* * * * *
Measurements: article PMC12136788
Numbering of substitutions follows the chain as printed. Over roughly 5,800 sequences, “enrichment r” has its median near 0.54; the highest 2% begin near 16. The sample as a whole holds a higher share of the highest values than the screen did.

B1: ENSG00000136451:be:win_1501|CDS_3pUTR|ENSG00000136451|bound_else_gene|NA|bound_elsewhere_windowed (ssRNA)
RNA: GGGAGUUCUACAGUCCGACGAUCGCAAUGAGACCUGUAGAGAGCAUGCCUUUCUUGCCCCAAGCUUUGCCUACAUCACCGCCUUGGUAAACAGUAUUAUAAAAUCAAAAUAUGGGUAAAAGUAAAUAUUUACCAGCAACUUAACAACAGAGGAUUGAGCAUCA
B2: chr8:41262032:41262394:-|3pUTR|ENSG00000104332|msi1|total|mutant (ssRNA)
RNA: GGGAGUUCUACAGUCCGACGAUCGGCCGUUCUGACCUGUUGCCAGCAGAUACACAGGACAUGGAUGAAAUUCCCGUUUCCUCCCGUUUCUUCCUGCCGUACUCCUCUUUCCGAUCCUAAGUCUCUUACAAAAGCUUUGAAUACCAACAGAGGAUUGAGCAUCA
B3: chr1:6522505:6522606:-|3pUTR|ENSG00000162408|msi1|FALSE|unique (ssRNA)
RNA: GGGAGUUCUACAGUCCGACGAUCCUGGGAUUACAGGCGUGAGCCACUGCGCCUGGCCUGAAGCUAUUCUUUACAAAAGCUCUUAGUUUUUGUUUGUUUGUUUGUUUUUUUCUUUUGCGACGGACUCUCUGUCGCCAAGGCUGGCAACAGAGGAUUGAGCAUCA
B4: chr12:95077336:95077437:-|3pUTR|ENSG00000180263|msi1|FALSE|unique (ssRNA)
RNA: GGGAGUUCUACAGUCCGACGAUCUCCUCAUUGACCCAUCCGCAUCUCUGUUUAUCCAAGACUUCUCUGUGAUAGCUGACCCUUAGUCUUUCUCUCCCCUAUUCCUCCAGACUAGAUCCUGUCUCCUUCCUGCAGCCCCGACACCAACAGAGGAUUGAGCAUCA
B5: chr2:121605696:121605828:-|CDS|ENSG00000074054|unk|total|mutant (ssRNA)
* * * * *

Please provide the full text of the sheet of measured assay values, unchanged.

Measurements: article PMC12136788
Numbering of substitutions follows the chain as printed. Over roughly 5,800 sequences, “enrichment r” has its median near 0.54; the highest 2% begin near 16. The sample as a whole holds a higher share of the highest values than the screen did.

B1: ENSG00000136451:be:win_1501|CDS_3pUTR|ENSG00000136451|bound_else_gene|NA|bound_elsewhere_windowed (ssRNA)
RNA: GGGAGUUCUACAGUCCGACGAUCGCAAUGAGACCUGUAGAGAGCAUGCCUUUCUUGCCCCAAGCUUUGCCUACAUCACCGCCUUGGUAAACAGUAUUAUAAAAUCAAAAUAUGGGUAAAAGUAAAUAUUUACCAGCAACUUAACAACAGAGGAUUGAGCAUCA
B2: chr8:41262032:41262394:-|3pUTR|ENSG00000104332|msi1|total|mutant (ssRNA)
RNA: GGGAGUUCUACAGUCCGACGAUCGGCCGUUCUGACCUGUUGCCAGCAGAUACACAGGACAUGGAUGAAAUUCCCGUUUCCUCCCGUUUCUUCCUGCCGUACUCCUCUUUCCGAUCCUAAGUCUCUUACAAAAGCUUUGAAUACCAACAGAGGAUUGAGCAUCA
B3: chr1:6522505:6522606:-|3pUTR|ENSG00000162408|msi1|FALSE|unique (ssRNA)
RNA: GGGAGUUCUACAGUCCGACGAUCCUGGGAUUACAGGCGUGAGCCACUGCGCCUGGCCUGAAGCUAUUCUUUACAAAAGCUCUUAGUUUUUGUUUGUUUGUUUGUUUUUUUCUUUUGCGACGGACUCUCUGUCGCCAAGGCUGGCAACAGAGGAUUGAGCAUCA
B4: chr12:95077336:95077437:-|3pUTR|ENSG00000180263|msi1|FALSE|unique (ssRNA)
RNA: GGGAGUUCUACAGUCCGACGAUCUCCUCAUUGACCCAUCCGCAUCUCUGUUUAUCCAAGACUUCUCUGUGAUAGCUGACCCUUAGUCUUUCUCUCCCCUAUUCCUCCAGACUAGAUCCUGUCUCCUUCCUGCAGCCCCGACACCAACAGAGGAUUGAGCAUCA
B5: chr2:121605696:121605828:-|CDS|ENSG00000074054|unk|total|mutant (ssRNA)